Four years ago, when president Obama was elected, the feeling amongst his supporters was one of exhilaration and they were exuberant about the possibilities that lay ahead. This year, the prevailing feeling is one of relief. An election that has been fuelled by fear and cynicism means that Obama's supporters are not so much elated to have won but more relieved not to have lost. The turmoil and frustrations of his first term mean that his supporters also have had their expectations tempered for a second time around. They will need to be patient as given the state of Congress, it will be another two years before he can really start getting things done. However, a steadily improving economy should give him the chance to set his stamp on his second term.
What he faces internationally will be markedly different from the time when he took office. He will hope that winding down the two wars will decrease the tension in the Middle East but this is a very different region from 2008. On one hand, sanctions imposed against Iran have led to a diminishing of its threat and the country is further away from developing nuclear capability. On the other, the Arab Spring has radically changed both the personnel in Egypt, Tunisia and Libya, and also the nature of the region. Those now in charge after the revolutions do not feel that they need to toe the American line or be dictated to by those in Washington. Hilary Clinton's replacement as secretary of state will have to be adept at balancing the different interests and personalities found in the region.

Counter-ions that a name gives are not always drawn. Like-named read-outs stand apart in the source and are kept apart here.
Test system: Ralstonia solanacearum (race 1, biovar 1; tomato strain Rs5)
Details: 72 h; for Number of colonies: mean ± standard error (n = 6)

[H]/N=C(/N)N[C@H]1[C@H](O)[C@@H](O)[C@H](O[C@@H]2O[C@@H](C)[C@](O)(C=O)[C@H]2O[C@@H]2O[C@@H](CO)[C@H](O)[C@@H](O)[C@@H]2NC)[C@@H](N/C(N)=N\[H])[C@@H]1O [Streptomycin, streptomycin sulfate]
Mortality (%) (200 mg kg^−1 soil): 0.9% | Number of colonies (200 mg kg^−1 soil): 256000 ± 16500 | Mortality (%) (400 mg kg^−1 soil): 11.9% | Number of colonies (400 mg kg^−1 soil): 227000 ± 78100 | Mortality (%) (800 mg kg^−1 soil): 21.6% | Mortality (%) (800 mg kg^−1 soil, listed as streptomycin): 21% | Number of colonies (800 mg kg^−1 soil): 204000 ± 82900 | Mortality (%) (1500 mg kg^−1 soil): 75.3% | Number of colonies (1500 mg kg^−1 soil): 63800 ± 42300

Her replacement is likely to be Senator John Kerry, the 2004 Democratic candidate. He has plenty of foreign policy experience having been chairman of the Senate Foreign Relations Committee and has been jockeying for the position. Another possible candidate for the role is US Ambassador to the UN Susan Rice. She is well regarded by president Obama but has the issue of her role in the attacks on the American embassy in Libya hanging over her. She is facing calls to step down over allegations of misleading the American public with her controversial account of what happened. So far she has resisted the demands but the furore may impact her chances of landing the coveted role.
Obama's main concern for his second term will be ensuring the recovery of the American economy and this will affect his dealings outside America. With Europe, its recession will drag on throughout his second term and Obama will hope that it doesn't impact on the American financial fortunes. With the two wars coming to an end, Obama will not be so reliant on the allies providing troops to the region, and will be focusing his energies on matters in America. With his victory, he now has a mandate to go forward and forge some kind of unity within the country. His victory speech acknowledged that "progress will come in fits and starts" and he now has the momentum to go forward and achieve it.
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